The wait is finally over - AMD FSR 3 is launching tomorrow

(Image credit: AMD)

AMD Radeon users are in for a treat, especially those using RX 7000-series cards. Way back in November 2022, AMD showcased its FidelityFX Super Resolution 3 (FSR 3) technology in the upcoming RDNA 3 series. FSR 3 is similar to Nvidia’s DLSS 3 upscaling tech, with AMD playing catch-up to ensure their software keeps at Nvidia’s level. It’s been a long time coming but we now know that the feature will be debuting tomorrow!

FSR 3’s core addition is ‘Fluid Motion Frames - essentially ‘live’ frame generation which creates new frames and inserts them between existing rendered frames to improve your overall framerate. A firm release date has remained a mystery up until this point, but Frank Azor, Chief Architect of Gaming Solutions and marketing for AMD put out a tweet yesterday confirming the big release date.

Frank hasn’t specified exactly what games will support FSR 3 when it launches tomorrow, though according to VideoCardz Forspoken and Immortals of Avenum will be the first titles to host the tech. The company apparently confirmed that FSR 3 will be compatible with Radeon RX 5700/RTX 20 series and newer GPUs, along with plans to make the Fluid Motion Frames feature open-source, allowing adaptation to other GPU platforms in the future.

A game of catch-up 

While we may have waited a long time, it’s good to see AMD invest time and effort into catching up with Nvidia’s own frame-gen technology introduced in DLSS 3. I’m excited to see how FSR 3 performs in comparison to Nvidia’s offering, considering AMD’s Fluid Motion Frames don’t use AI (nor does FSR’s regular upscaling mode), but DLSS does.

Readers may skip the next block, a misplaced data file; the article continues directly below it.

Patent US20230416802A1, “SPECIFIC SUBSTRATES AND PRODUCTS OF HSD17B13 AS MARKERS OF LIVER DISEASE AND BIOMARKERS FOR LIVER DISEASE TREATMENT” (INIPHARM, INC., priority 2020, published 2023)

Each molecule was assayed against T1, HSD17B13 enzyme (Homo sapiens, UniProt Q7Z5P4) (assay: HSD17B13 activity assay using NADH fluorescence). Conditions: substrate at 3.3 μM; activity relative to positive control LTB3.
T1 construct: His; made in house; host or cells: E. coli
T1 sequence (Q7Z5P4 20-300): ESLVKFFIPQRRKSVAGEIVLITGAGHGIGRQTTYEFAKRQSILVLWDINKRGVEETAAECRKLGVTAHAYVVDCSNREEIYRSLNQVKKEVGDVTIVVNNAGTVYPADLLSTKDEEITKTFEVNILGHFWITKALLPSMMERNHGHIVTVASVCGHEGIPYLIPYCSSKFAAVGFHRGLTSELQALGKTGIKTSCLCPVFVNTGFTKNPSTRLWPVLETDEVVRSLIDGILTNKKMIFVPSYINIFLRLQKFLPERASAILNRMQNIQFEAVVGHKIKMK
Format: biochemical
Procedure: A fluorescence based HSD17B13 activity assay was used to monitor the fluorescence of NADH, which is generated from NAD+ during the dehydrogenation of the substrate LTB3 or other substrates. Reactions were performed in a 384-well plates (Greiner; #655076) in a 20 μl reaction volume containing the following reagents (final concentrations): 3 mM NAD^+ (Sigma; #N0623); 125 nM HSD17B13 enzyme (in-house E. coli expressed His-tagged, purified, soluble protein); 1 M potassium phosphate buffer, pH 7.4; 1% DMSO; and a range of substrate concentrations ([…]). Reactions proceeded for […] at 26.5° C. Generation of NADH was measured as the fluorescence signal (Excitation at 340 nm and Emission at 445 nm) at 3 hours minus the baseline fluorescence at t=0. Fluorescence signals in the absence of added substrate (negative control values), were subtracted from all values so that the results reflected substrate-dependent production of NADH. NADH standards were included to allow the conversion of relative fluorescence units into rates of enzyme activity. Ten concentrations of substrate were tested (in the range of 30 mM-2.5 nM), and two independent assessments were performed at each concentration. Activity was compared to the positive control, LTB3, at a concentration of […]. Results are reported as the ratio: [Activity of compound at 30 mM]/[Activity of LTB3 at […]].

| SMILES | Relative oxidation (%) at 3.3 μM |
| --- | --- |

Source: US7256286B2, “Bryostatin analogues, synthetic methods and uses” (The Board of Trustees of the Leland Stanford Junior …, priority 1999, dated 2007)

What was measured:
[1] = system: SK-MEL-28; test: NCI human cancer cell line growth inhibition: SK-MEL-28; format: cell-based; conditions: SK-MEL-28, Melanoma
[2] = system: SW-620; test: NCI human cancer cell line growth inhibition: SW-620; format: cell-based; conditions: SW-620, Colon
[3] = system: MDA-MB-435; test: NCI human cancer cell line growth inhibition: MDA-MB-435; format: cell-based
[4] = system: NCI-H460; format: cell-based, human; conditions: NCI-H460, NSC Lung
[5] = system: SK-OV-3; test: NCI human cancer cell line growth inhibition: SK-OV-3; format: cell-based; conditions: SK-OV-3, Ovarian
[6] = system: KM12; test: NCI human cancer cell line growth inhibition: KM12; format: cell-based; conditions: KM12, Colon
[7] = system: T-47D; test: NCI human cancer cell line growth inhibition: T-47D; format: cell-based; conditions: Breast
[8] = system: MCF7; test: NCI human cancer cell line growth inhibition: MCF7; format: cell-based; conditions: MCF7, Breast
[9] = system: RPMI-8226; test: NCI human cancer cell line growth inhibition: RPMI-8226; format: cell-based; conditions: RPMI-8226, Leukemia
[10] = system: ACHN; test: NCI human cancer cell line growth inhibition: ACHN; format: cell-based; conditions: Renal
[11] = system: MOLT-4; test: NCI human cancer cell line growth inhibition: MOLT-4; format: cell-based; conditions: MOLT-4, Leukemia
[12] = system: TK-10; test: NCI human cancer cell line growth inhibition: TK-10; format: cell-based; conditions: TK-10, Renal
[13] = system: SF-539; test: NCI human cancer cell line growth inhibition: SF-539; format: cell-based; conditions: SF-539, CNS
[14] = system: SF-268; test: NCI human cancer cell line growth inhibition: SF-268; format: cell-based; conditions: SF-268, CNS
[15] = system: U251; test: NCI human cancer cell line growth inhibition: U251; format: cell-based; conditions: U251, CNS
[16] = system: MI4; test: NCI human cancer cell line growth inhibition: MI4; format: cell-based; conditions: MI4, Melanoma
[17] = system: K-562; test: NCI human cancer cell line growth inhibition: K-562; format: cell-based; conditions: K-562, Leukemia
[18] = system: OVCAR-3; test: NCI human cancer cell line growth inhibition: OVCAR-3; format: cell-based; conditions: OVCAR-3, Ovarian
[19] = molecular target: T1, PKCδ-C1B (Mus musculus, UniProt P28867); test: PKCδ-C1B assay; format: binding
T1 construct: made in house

FSR can work with any graphics card because it’s open-source - unlike DLSS - which opens the feature across graphics cards, meaning you don’t have to own an AMD card to benefit from the frame-gen tech.

FSR 3’s upscaling capabilities will need to be implemented at a developer level, and as it stands DLSS supports more games than FSR (though keep in mind that’s largely only because Nvidia released its version of the tech first). However, the Fluid Motion Frames feature will - according to PCWorld - be capable of running at the driver level, which means it could potentially work with most modern games in your roster. 

Still, I’m excited about the launch tomorrow - I can’t wait to see what AMD has to offer and test out the technology for myself.

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Muskaan Saxena
Computing Staff Writer

Muskaan is TechRadar’s UK-based Computing writer. She has always been a passionate writer and has had her creative work published in several literary journals and magazines. Her debut into the writing world was a poem published in The Times of Zambia, on the subject of sunflowers and the insignificance of human existence in comparison. Growing up in Zambia, Muskaan was fascinated with technology, especially computers, and she's joined TechRadar to write about the latest GPUs, laptops and recently anything AI related. If you've got questions, moral concerns or just an interest in anything ChatGPT or general AI, you're in the right place. Muskaan also somehow managed to install a game on her work MacBook's Touch Bar, without the IT department finding out (yet).